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Pink lemons are small to medium fruits that have an oblong to oval, slightly tapered shape. The rind is thin, semi-rough, and covered in vertical, variegated green and white striping. Each green stripe is ridged, creating a textured surface, and as the fruits mature, they develop prominent oil glands while the striping fades. Underneath the surface, the flesh is blushed with a light pink, rosy hue and is tender, juicy, and succulent, being found seedless or containing a few seeds. When squeezed, the fruits will emit a clear juice despite the flesh being colored. Pink lemons are aromatic, bearing a bright, citrus scent, and contain low acidity, creating a sweet, tangy, subtly tart, floral, and fruity flavor. Pink lemon trees also showcase variegated and glossy green and white ovate leaves and fragrant flowers, known among citrus enthusiasts as one of the most aromatic varieties.
Pink lemons are most often harvested in the summer, but the fruits can also ripen in the late fall and early spring, depending upon growing conditions.
Pink lemons, botanically classified as Citrus limon, are a specialty citrus belonging to the Rutaceae family. The variegated lemons grow on an evergreen tree reaching up to four meters in height and are highly valued as an ornamental landscape cultivar for the tree’s speckled green and white leaves. Pink lemons were discovered as a natural mutation growing on a eureka lemon tree in the early 20th century in Southern California. The fruits have been cultivated for over 90 years and were eventually selected for commercial cultivation, favored for their unique peel striping, blush-colored flesh, and less acidic, tangy flavor profile. Pink lemons are also known as Variegated Pink lemons, Pink Lemonade lemons, Pink-Fleshed Eureka lemon, Zebra lemons, and Variegated Eureka lemon. In the modern-day, Pink lemons are a less productive variety compared to the common eureka lemon, limiting their availability, and are seasonally found through local markets and specialty stores in warm climates, specifically Southern California. The striped fruits also recently increased in popularity due to exposure through social media, highlighting the unusual appearance of the flesh and peel through photo-based posts.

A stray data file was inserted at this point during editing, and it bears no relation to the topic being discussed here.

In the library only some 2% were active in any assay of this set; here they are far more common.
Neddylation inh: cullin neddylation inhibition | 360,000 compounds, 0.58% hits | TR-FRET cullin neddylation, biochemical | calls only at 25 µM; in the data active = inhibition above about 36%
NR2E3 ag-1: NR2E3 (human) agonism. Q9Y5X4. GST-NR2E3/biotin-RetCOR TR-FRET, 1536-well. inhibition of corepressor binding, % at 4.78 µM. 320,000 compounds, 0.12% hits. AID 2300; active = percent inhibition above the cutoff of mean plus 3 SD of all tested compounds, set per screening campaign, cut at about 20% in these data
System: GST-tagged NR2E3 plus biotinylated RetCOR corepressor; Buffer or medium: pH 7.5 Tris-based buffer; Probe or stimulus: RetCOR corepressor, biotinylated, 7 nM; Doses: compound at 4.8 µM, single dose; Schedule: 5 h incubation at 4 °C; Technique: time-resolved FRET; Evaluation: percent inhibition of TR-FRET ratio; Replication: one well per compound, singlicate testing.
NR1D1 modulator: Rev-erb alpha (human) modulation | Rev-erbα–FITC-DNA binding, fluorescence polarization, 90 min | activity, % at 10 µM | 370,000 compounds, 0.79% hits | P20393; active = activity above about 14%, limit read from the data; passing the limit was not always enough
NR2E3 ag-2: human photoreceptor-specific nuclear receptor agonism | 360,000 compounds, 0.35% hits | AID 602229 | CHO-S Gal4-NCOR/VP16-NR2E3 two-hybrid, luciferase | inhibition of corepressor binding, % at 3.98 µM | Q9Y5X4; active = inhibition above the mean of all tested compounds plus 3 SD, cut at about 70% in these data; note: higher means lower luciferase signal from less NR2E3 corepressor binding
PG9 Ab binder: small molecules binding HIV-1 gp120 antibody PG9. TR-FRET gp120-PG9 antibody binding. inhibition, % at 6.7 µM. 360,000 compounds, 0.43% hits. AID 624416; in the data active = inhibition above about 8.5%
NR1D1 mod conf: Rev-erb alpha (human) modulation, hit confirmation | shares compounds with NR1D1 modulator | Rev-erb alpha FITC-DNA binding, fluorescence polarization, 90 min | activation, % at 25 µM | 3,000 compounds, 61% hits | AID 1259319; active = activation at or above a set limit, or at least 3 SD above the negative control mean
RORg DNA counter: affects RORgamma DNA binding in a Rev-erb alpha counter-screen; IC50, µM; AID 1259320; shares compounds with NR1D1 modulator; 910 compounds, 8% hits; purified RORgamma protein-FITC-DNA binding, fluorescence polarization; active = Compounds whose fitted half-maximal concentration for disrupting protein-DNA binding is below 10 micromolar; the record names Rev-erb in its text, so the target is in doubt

Pink lemons are a good source of vitamin C to strengthen the immune system, reduce inflammation, and boost collagen production in the skin. The lemons also contain fiber to regulate the digestive tract, calcium to protect bones and teeth, and provide lower amounts of lycopene, a compound that gives the flesh its pink hue and contributes antioxidant-like properties.